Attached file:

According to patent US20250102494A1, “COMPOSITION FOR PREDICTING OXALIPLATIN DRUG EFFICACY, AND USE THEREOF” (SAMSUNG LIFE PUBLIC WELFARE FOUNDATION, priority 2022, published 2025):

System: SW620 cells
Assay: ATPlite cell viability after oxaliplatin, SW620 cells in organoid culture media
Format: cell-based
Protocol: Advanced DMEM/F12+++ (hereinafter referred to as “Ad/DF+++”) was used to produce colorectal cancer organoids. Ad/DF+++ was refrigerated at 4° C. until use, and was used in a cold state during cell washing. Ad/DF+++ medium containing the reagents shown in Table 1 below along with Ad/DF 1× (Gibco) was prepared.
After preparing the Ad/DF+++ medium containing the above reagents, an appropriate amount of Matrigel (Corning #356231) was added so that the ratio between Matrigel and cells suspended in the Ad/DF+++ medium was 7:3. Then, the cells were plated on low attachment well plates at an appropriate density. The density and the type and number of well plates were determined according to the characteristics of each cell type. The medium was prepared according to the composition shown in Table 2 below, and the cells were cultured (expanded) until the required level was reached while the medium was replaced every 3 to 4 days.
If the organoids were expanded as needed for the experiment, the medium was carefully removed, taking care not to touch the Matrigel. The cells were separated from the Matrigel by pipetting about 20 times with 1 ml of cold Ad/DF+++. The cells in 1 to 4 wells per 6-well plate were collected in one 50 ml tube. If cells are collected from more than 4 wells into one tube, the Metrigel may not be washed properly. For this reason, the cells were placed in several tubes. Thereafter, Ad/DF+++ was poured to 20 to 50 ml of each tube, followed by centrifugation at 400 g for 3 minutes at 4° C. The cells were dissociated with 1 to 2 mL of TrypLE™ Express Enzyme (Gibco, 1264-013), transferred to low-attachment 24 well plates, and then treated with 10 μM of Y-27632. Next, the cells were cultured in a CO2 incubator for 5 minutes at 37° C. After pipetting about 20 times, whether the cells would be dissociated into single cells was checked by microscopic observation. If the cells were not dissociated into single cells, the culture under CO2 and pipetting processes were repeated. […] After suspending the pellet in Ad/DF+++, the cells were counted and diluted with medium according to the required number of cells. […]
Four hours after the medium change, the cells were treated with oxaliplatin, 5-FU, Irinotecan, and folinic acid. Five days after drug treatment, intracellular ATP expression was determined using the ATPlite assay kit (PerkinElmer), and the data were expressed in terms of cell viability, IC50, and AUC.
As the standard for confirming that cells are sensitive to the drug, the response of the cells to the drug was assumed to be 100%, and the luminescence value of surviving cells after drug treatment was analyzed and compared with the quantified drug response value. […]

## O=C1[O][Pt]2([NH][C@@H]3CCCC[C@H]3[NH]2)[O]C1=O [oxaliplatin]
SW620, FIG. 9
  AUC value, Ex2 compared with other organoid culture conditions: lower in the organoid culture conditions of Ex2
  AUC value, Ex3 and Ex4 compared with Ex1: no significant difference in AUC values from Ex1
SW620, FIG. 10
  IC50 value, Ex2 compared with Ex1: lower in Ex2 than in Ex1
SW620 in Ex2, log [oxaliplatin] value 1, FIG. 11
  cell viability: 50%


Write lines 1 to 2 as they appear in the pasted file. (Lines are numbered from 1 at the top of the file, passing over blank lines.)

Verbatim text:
According to patent US20250102494A1, “COMPOSITION FOR PREDICTING OXALIPLATIN DRUG EFFICACY, AND USE THEREOF” (SAMSUNG LIFE PUBLIC WELFARE FOUNDATION, priority 2022, published 2025):

System: SW620 cells